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The walking statue walk
The walking statue walk
First Site : 2017-10-24
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Statues are peculiar things aren’t they? All this perfectly reasonable (though not always strictly rational) debate about Confederate monuments and statues of Christopher Columbus in America has got us all thinking. At the very least it reinforces the fairly obvious notion that statues are usually erected (and then sometimes demolished) in the name of some ideology or other. There’s no such thing as a value-free statue. Anybody who’s praised by one set of people is likely to be condemned by another set.
One of my favorite and most blameless statues is the fellow above, The Walking Man, by George Fuller, a statue in my home town of Sheffield, England. It dates from 1957, though I only became aware of it in the 1980s.
I’m not sure which city in the world has the most statues, but I’d think London has a pretty good claim, and the fact is most Londoners walk around without really noticing most of them. Sure, we know that’s Nelson up on the top of his column and we know that Peter Pan has a statue in Kensington Gardens, and there are various kings and queens are all over the place, but we don’t really pay much attention.
Remarkably few Londoners I’ve talked to were aware of the bust of JFK on Marylebone Road, which was paid for by Sunday Telegraph readers apparently. It was recenty vandalized, and I wonder what its future is, and equally I don’t know if the vandalism was the result of anti-Americanism or just a night on the piss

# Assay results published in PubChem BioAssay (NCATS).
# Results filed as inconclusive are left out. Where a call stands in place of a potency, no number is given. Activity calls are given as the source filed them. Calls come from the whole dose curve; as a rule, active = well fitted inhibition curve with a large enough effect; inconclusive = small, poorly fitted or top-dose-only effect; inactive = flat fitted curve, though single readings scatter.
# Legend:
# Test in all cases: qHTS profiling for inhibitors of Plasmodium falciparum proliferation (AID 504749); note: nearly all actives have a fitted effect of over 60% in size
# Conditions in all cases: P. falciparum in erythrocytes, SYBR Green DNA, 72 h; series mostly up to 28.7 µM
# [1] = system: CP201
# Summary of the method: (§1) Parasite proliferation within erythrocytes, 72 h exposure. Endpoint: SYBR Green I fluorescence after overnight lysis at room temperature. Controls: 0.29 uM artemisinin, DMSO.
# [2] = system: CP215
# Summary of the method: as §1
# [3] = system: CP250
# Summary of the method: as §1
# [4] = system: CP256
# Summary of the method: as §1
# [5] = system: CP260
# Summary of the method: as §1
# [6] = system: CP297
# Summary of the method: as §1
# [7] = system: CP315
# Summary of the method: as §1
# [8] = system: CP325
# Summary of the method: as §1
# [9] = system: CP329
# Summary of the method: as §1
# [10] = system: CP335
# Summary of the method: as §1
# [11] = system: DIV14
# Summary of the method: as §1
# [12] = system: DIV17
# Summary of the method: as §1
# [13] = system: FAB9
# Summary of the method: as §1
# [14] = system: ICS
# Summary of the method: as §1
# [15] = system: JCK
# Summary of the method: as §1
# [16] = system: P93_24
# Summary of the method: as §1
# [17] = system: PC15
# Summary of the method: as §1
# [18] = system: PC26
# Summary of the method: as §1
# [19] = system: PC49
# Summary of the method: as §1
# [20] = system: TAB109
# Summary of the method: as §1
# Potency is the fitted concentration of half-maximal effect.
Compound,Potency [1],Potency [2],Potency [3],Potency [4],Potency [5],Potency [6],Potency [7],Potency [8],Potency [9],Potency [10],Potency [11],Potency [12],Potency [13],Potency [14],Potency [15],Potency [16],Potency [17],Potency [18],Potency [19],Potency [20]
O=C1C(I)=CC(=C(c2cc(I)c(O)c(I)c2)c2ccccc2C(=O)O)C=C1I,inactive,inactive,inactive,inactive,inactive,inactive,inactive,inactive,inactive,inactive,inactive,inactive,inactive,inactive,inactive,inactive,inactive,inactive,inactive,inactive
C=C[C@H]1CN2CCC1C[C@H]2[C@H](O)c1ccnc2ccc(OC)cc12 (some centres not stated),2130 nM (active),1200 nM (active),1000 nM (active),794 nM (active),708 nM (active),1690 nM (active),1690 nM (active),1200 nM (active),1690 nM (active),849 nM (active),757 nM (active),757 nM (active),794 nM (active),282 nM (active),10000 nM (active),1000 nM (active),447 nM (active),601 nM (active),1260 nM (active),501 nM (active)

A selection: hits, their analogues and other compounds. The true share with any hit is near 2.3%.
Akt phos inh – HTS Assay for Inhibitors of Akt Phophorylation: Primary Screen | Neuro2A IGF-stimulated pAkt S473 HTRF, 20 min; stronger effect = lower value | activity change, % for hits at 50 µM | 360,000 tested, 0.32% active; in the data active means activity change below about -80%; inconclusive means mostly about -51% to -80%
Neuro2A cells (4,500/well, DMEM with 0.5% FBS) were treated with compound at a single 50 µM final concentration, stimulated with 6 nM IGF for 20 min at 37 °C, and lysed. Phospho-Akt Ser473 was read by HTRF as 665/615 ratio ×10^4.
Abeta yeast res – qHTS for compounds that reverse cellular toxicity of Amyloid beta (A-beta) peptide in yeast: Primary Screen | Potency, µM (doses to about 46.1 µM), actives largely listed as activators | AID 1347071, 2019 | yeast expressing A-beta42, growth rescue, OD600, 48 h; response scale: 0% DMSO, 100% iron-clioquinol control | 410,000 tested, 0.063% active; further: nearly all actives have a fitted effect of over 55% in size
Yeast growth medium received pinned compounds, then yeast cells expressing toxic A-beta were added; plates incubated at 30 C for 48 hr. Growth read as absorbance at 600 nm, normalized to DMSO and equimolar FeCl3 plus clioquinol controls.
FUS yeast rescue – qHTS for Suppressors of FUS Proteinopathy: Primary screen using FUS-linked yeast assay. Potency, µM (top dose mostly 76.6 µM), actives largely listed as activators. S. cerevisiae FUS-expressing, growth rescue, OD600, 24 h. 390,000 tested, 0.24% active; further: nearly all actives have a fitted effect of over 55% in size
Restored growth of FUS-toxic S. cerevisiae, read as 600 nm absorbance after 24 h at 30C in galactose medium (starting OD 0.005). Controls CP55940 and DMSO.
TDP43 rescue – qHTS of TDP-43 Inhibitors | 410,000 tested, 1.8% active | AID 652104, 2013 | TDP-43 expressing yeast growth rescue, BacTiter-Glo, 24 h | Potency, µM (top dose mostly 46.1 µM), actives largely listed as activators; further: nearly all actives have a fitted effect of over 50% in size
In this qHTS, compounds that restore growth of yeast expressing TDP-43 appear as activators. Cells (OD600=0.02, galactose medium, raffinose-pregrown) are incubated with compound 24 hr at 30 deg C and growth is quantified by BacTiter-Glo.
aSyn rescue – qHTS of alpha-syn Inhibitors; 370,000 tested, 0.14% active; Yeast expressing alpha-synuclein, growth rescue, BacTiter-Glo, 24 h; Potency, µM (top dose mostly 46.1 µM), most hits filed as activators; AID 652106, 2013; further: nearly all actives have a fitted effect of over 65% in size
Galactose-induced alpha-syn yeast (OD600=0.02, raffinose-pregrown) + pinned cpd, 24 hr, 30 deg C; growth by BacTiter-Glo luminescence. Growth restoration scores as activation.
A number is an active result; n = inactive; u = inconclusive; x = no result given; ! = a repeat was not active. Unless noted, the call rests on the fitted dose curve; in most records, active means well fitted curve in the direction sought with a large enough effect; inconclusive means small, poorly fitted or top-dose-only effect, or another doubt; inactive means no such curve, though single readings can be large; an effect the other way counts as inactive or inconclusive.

There’s a fine statue of Bela Bartok near South Kensington tube. Bartok lived a blameless life as far as I know, though I suspect not many people wandering the streets of South Ken know his music or would like it much if they did.
I found this, from The Observer, May 13th 1923 by Percy A. Scholes, a review of a Bartok concert, "I suffered more than upon any occasion in my life apart from an incident or two connected with 'painless dentistry.' To begin with, there was Mr. Bartok's piano touch. But 'touch,' with its implication of light-fingered ease, is a misnomer, unless it be qualified in some such way as that of Ethel Smyth in discussing her dear old teacher Herzogenberg - 'He had a touch like a paving-stone.' I do not believe Mr. Bartok would resent this simile...”You really think that?
Bartok first stayed in the area in 1882: the statue was originally erected in a different location in 2004, some 60 years after Bartok’s death.
So yes, by definition statues tend to be backward looking and conservative with a small c. You want their significance to last a while. Here is Los Angeles we try to jazz things up a bit, and arguably the sense of history is short. There’s a statue of Bruce Lee in Chinatown.
James Dean, up by the Griffith Park Observatory,
Rocky and Bullwinkle on Sunset Strip:
And, for a time there was this statue of Elvis Presley outside a store on Hollywood Boulevard.
But this is a mass-produced statue, one you can buy. Here’s a doppelg?nger in situ in Great Yarmouth, in East Anglia.
And so t’other day I was walking in the edgelands of Beverly Hills and I came across this memorial to General Don Jose de San Martin, who I admit is not exactly an open book to me:
And of course that’s another aspect of statuary: the ignorant can get a sort of education from statues. As you see, he was the liberator of Argentina, Chile and Peru, though Peru does look like a bit of an afterthought, at least on the part of the memorial-maker.
And best of all, around the back of the memorial there’s this somehow very wonderful map of South America. You aren’t here.
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